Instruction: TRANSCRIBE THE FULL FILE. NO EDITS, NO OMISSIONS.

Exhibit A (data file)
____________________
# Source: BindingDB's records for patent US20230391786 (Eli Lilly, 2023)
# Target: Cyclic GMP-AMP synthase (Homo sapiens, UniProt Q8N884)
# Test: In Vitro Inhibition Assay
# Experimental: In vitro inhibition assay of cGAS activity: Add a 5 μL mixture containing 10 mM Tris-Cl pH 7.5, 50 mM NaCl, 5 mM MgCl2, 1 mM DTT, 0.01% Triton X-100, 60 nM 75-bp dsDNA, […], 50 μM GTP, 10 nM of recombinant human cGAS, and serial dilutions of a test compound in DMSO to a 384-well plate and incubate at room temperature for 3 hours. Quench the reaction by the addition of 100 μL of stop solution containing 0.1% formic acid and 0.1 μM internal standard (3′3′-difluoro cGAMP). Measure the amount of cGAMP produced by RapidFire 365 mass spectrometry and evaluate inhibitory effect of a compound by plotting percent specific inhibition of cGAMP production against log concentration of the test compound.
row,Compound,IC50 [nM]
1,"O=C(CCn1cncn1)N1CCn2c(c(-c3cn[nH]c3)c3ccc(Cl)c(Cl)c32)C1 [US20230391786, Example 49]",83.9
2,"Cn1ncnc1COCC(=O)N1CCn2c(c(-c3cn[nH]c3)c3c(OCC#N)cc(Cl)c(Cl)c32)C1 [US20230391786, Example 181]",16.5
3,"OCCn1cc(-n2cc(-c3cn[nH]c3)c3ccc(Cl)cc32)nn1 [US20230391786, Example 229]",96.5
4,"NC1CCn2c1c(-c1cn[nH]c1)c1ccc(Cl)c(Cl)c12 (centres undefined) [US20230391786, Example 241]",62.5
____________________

# Source: BindingDB's records for patent US20230391786 (Eli Lilly, 2023)
# Target: Cyclic GMP-AMP synthase (Homo sapiens, UniProt Q8N884)
# Test: In Vitro Inhibition Assay
# Experimental: In vitro inhibition assay of cGAS activity: Add a 5 μL mixture containing 10 mM Tris-Cl pH 7.5, 50 mM NaCl, 5 mM MgCl2, 1 mM DTT, 0.01% Triton X-100, 60 nM 75-bp dsDNA, […], 50 μM GTP, 10 nM of recombinant human cGAS, and serial dilutions of a test compound in DMSO to a 384-well plate and incubate at room temperature for 3 hours. Quench the reaction by the addition of 100 μL of stop solution containing 0.1% formic acid and 0.1 μM internal standard (3′3′-difluoro cGAMP). Measure the amount of cGAMP produced by RapidFire 365 mass spectrometry and evaluate inhibitory effect of a compound by plotting percent specific inhibition of cGAMP production against log concentration of the test compound.
row,Compound,IC50 [nM]
1,"O=C(CCn1cncn1)N1CCn2c(c(-c3cn[nH]c3)c3ccc(Cl)c(Cl)c32)C1 [US20230391786, Example 49]",83.9
2,"Cn1ncnc1COCC(=O)N1CCn2c(c(-c3cn[nH]c3)c3c(OCC#N)cc(Cl)c(Cl)c32)C1 [US20230391786, Example 181]",16.5
3,"OCCn1cc(-n2cc(-c3cn[nH]c3)c3ccc(Cl)cc32)nn1 [US20230391786, Example 229]",96.5
4,"NC1CCn2c1c(-c1cn[nH]c1)c1ccc(Cl)c(Cl)c12 (centres undefined) [US20230391786, Example 241]",62.5